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Climate Change Treasure Hunt

Originally appears in the Winter 2010-2011 issue

There is no longer any doubt that the Earth is becoming warmer and that temperatures are likely to increase by between 2 and 5 degrees Celsius by the end of this century. The consequences of such a temperature rise will affect millions of people from all parts of the world in a myriad of ways: flooding, droughts, increasing storms, famines, mass migrations, as well as bringing about a huge loss in biodiversity. It is easy to be overwhelmed by the extent of this threat, as, unlike any other environmental problem we have faced before, climate change does not have a single remedy and knows no boundaries. Though it may already be too late to avoid its impacts, as educators we can still attempt to introduce students to many of the ways they can help slow down the process of global warming, and at the same time teach about the causes and possible impacts which are now almost inevitable. Even if the future environmental consequences of our daily lifestyles are ominous, we can at least offer a sense of optimism and some degree of empowerment to our students by making the way they learn about climate change as creative and meaningful as possible.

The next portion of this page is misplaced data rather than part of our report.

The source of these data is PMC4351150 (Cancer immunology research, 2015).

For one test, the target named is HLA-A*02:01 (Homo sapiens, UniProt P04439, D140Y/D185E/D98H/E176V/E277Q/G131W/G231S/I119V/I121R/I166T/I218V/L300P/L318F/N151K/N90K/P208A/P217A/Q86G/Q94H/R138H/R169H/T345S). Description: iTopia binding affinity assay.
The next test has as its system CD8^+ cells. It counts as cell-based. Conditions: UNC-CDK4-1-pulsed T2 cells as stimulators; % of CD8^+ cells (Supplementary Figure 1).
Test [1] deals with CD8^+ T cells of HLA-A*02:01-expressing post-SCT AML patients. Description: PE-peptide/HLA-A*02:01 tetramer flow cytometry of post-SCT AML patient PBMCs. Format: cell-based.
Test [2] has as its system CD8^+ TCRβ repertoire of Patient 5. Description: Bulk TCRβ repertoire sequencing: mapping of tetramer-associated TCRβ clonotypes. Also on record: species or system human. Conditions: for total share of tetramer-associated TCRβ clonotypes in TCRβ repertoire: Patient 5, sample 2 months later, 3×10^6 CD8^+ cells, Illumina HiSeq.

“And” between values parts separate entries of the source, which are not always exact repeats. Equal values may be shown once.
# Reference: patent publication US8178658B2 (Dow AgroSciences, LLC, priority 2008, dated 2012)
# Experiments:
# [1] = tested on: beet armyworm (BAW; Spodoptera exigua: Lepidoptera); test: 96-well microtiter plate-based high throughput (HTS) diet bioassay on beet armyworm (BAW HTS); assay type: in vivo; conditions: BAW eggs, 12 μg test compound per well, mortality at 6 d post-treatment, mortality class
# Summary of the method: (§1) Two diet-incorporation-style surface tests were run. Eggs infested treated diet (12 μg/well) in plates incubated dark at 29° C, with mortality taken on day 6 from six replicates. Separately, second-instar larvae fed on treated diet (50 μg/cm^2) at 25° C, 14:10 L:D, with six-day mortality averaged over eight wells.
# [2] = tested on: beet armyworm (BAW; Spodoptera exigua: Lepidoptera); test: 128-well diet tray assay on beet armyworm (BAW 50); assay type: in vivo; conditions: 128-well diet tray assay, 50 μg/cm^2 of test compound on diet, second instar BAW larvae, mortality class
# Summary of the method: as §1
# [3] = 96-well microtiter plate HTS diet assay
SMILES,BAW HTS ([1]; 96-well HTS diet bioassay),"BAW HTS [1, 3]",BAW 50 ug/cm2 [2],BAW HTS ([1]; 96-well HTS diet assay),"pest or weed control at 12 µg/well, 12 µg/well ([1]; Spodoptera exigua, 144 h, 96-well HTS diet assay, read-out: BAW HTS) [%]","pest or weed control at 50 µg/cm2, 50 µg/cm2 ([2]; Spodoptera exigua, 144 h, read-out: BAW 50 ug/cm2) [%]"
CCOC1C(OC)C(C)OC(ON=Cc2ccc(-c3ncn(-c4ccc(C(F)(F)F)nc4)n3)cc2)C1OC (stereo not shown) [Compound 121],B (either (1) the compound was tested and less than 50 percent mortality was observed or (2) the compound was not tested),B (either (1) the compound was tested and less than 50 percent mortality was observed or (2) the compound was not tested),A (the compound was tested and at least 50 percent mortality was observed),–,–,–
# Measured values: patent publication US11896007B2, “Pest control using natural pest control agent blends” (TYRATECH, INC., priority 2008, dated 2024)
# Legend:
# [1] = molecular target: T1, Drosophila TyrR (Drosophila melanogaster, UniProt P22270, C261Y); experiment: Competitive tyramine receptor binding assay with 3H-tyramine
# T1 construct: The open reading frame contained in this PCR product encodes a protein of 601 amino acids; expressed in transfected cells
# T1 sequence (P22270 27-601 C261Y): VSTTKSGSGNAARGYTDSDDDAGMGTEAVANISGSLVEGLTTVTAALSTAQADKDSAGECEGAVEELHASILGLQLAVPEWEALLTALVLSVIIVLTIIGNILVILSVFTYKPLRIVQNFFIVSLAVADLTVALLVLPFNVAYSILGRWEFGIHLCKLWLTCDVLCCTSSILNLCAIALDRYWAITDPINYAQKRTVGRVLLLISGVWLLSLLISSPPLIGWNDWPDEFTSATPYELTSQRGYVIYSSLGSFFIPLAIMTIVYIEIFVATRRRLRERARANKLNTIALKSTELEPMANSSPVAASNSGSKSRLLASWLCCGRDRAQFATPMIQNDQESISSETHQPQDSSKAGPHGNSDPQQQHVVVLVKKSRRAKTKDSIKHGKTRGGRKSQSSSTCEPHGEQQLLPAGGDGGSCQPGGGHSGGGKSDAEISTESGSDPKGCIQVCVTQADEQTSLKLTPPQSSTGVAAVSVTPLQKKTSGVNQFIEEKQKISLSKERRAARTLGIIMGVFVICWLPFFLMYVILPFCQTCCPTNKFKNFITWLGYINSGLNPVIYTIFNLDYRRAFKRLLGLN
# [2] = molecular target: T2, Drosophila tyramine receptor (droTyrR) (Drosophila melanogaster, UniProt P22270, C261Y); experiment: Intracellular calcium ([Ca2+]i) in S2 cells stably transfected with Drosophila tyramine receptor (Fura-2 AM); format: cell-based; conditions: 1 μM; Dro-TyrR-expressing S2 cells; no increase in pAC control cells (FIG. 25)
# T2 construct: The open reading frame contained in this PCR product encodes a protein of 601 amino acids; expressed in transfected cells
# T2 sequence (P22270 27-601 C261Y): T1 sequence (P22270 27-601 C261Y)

As an environmental educator, I am continually trying to find creative ways to have students look again and again at the familiar in their lives, each time with a wider and deeper level of ecological awareness. In this way, students view with an ever-growing understanding of their environmental impact, more and more of the objects they use, or are surrounded by.

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Chris Summerville is a global and environmental educator who has spent most of the last twenty-five years learning how to teach and live his concerns in the enigmatic country of Japan. He currently teaches English at Ritsumeikan University in Kyoto. Learn more about his work at